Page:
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billy teabag
most recent 3 JUL HIDE POSTS
 
Initial post 3 JUL by billy teabag
That's gorgeous Andrew.
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Reply #1 of 3 posted 3 JUL by Andrew from Dolton
Thanks Billy, growing the two varieties together was an idea copied from Mottisfont.
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Reply #2 of 3 posted 3 JUL by Marlorena
Beautiful Andrew, superbly done that... nice to get ideas from there...
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Reply #3 of 3 posted 3 JUL by Andrew from Dolton
Thanks Marlorena, I've never been to Mottisfont but was inspired by the picture in the R.H.S. rose encyclopaedia of the two roses growing together. I wish people would grow 'Débutante' instead of 'Dorothy Perkins'.
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PhotoQ & C
most recent 3 JUL HIDE POSTS
 
Initial post 2 JUL by Lavenderlace
Absolutely fabulous, thanks so much for sharing!
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Reply #1 of 4 posted 3 JUL by billy teabag
Thanks Lavenderlace. I really love the winter blooms too.
These group photos always make me think of school class photos or the awkward family shots with everyone squidged in to fit in the frame, but it's good to have a record of what's blooming near the winter solstice each year.
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Reply #2 of 4 posted 3 JUL by Lavenderlace
Excellent job of documenting for sure!
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Reply #3 of 4 posted 3 JUL by Andrew from Dolton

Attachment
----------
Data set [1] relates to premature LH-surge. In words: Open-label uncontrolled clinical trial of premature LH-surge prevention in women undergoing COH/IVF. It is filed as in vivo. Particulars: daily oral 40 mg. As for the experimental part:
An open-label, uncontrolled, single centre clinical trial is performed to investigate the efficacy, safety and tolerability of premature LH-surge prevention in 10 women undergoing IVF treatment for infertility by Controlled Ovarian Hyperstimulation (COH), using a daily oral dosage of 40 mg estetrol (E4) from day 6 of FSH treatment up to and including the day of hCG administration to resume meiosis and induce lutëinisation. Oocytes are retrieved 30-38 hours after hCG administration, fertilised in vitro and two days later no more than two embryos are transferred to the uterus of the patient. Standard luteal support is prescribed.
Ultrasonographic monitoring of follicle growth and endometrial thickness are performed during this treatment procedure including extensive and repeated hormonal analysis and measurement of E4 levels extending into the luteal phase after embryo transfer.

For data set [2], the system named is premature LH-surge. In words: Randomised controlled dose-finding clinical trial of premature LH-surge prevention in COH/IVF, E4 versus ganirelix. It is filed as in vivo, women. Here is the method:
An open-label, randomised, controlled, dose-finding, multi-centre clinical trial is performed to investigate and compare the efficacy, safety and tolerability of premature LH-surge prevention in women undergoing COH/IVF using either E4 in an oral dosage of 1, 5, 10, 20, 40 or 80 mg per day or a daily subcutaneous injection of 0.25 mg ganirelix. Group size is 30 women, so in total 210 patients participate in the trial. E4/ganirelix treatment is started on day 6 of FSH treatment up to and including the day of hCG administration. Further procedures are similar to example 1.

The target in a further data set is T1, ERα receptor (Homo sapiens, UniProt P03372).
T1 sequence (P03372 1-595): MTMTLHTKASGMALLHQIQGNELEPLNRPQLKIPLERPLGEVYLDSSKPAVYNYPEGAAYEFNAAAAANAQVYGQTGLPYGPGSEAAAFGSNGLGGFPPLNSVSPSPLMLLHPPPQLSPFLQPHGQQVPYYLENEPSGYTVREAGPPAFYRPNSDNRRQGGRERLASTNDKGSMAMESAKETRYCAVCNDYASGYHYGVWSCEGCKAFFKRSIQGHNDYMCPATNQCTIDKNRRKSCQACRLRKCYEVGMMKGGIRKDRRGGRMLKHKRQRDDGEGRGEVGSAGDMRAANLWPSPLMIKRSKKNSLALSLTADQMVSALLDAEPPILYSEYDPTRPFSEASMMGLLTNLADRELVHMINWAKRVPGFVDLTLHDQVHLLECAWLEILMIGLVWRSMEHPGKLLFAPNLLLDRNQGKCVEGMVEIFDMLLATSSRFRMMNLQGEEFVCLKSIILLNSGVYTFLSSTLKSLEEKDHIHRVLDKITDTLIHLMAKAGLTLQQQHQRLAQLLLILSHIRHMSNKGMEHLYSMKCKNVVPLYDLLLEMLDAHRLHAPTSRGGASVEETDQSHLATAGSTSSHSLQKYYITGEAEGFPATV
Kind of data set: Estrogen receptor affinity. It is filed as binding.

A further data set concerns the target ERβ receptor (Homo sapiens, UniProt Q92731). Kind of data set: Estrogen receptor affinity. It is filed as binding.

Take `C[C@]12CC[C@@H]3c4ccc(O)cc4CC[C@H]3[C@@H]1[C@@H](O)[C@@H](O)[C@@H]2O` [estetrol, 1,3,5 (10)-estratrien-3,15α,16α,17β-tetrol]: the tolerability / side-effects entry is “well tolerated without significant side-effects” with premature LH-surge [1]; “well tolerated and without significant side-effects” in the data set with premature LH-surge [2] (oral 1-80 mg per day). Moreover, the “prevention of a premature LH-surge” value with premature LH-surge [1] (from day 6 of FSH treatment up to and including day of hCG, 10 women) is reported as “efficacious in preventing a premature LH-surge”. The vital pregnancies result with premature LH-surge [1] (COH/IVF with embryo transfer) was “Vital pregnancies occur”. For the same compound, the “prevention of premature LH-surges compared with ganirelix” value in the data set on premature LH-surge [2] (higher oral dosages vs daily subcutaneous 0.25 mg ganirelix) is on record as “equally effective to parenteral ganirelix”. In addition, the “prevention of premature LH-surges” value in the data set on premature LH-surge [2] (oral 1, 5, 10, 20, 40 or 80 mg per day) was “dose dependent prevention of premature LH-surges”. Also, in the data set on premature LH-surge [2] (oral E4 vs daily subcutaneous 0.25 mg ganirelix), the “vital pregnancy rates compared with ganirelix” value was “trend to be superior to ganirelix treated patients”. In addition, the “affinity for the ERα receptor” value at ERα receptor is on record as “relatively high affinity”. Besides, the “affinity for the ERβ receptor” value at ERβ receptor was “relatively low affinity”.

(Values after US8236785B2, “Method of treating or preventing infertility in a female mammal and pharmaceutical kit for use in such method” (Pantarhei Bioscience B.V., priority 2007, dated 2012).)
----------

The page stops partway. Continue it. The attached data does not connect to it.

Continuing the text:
I always count the number of plants in flower on new year's day, but there's nothing like your pictures. This year 'Old Blush' had a couple of blooms still going but that's protected against a wall and under a sheet of glass.
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Reply #4 of 4 posted 3 JUL by Marlorena
I don't often comment here but that's an astonishing collection of roses you have, and so beautifully arranged and photographed... thank you...
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most recent 2 JUL HIDE POSTS
 
Initial post 30 JUN by Patricia Routley
The Notes for 'Mme Berard' says:
"The Peter Beales Collection of Classic Roses for 2000-2001 says this rose was given to Peter Beales by Hazel le Rougetel in 1997."

Does anybody have this publication please? I would like to add the details as a reference.
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Reply #1 of 4 posted 2 JUL by billy teabag
Peter Beales book 'Classic Roses', first published 1985, my copy 1997, has this on p385:

'Mme Bérard'
Levet FRANCE 1879
Fully double cupped largish flowers of a pleasing mixture of bright pink and yellow. Good mid- to dark green foliage. Growth generous for a climbing Tea. Given to me by Hazel le Rougetel.

I am wondering whether this might be the source of the 'E. Veyrat Hermanos' in commerce as Mme Berard.
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Reply #2 of 4 posted 2 JUL by Patricia Routley
Thanks for that Billy.
I am now looking suspiciously at my provenance and need to work on how I determined my plant came from the UK-1; to Rumsey-2; to Ruston-3. to Natalee Kuser-4 [as Adam] in 2004.
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Reply #3 of 4 posted 2 JUL by billy teabag
I don't think there's anything unsound there Patricia.

Two different roses: